Monday, 17 February 2014

My Name’s Mark, and I’m a Book Addict…

This past week, as I ordered yet another book off the internet, and settled down to re-read one of my old favourites, I realised that I’m a genuine book addict. I hold my hand up: I own a silly number of books – traditional ones, not digital ones – and it’s long past the point where I have the room to physically store them in my house, much to the chagrin of my long-suffering wife.

The shelves of antiquarian books at
Bromley House are a sight to behold.
While I was thinking about the degrees to which my book addiction has taken hold of my life, I knew at once that I wasn’t alone. A quick browse around Twitter or Facebook will find hordes of self-confessed bibliophiles all sharing their passion for the printed word. So I had a think about the traits that define my addiction, and – in true internet style – I came up with a top ten. Let’s see how many of these you recognise in yourself…

1. You belong to more than one library
I’ve joined a local library everywhere I’ve lived (and never technically left any of them). These days, living in Nottingham
I also belong to a private subscription library – the wonderful Bromley House – which is a trove of treasures.


This is my reading chair.
There are many like it,
but this one is mine.
2. You own a ‘reading chair’, or have a designated ‘reading space’.
A special place for reading just helps you switch off from the rest of the world and enjoy the written word for what it is. It's like working at a desk rather than on the sofa.

3. You’ve developed a taste for the finer things
If I read in the day, I like to drink fresh filter coffee. If I read in the evening, I like a smoky single malt, or a nice ruby port. Mmm, port.

4. You’ve bought books you already own by mistake
Sometimes because it’s in a different format, or with a different cover – sometimes the same edition. It matters not. I’ve done it more than once!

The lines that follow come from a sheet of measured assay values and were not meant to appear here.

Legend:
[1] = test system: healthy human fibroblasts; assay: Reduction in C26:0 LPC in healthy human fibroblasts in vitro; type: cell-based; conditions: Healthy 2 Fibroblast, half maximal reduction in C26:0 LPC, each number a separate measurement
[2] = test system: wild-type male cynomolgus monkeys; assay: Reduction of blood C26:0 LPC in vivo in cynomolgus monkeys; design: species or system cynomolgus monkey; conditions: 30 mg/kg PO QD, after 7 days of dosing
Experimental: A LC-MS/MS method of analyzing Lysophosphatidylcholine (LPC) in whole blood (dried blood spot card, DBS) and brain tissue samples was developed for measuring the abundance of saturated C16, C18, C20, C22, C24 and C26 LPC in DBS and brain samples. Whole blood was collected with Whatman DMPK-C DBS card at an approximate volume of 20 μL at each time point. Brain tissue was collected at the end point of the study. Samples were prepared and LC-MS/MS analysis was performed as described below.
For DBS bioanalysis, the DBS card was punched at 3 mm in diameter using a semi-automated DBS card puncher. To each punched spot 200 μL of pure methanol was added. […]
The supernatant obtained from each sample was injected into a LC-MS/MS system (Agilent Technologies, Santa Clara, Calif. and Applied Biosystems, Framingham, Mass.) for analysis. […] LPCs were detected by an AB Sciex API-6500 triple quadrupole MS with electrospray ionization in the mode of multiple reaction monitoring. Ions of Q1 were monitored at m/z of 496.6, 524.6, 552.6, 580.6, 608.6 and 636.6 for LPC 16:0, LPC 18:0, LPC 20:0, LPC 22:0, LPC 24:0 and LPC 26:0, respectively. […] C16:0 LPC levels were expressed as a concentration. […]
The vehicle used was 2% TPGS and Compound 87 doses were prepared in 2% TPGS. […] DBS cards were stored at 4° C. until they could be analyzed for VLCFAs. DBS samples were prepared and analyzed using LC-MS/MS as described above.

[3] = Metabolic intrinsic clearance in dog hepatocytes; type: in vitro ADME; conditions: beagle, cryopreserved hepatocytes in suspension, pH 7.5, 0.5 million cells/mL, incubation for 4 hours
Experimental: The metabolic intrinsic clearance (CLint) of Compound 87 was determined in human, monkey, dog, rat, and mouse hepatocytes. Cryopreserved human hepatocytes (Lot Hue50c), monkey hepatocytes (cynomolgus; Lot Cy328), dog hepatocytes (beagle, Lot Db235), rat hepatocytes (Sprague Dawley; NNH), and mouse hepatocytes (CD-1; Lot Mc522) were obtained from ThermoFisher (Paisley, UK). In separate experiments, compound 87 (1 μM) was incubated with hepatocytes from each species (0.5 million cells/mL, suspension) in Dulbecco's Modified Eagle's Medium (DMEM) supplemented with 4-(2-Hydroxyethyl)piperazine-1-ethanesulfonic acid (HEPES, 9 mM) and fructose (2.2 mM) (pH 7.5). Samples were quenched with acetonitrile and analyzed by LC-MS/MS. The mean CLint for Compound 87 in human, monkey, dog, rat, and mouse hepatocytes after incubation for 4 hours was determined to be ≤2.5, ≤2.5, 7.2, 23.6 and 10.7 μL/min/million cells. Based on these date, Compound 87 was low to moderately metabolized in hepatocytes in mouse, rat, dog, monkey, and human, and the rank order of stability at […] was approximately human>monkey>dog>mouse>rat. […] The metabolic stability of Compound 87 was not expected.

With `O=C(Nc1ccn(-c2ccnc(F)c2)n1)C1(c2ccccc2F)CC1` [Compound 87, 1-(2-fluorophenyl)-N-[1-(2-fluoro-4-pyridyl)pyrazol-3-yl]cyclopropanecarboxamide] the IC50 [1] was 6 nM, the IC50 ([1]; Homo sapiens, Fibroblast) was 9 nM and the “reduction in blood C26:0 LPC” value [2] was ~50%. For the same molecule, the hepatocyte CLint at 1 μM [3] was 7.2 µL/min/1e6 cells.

5. You’ve bought books you already own on purpose!
Because a special edition of an old favourite, or a single binding of a story from an anthology, is just too good a chance to miss.

6. You can’t pick a favourite
Books are my babies. You can’t have a favourite baby, can you?

7. You’ve read your favourite novels more than once.
Remember, you can’t have just one favourite, so that’s a lot of re-reading. Christopher Lee apparently reads The Lord of the Rings every year. Even the bits in italics. He deserves a medal!
An eclectic mix, representing
approximately 0.5% of my collection...

8. You own more books than you’ve read.
A sad, sad confession. My compulsion to amass books outstrips my reading pace by a fair margin. I’ll get round to them all one day. Probably.

I mean, just look at this one!
If you can walk past this shop
without looking, you have
no soul. NO SOUL!
9. You find it impossible to walk past a second-hand bookshop.
Unless it’s closed, of course. But even then, you can window-shop, right? And there’s always treasure to be found, especially if it’s a really disorganised, sprawling old shop (see right)!


10. You don’t even own an e-reader.
The only controversial point on my list, I think. I can’t bring myself to buy a Kindle, because it means I might have to replace my beloved books with… well, with nothing, really. My love of books goes well beyond the words on the page; e-readers are great for some people, and the effect they’ve had on the reading public is fantastic – but they’re just not for me. I’m print and I’m proud!

2 comments:

  1. re: point 10.
    I don't own a dedicated e-reader, but have downloaded the Kindle app on my mobile devices. I've not bought a book/article yet, but found plenty of freebies to read, eg out-of-copyright books via Project Gutenberg www.gutenberg.org/‎. Also, free e-books from Amazon, etc ;)
    And I've found it useful to have my own PDF copy of various roleplaying games' rules books on the iPad rather than waiting for someone else to finish with the book. And I found a copy of my celtic knotwork book (George McBain) yesterday, so I can read it in the pub rather than ferry heavy books around.
    Nothing can replace print copies, you're right, but don't close yourself off to e-reading altogether!

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  2. You make a fair point; there are some wonderful books available as part of Project Gutenberg, and maybe having them on the move would be handy... but it does grate with my Victorian sensibilities :-)

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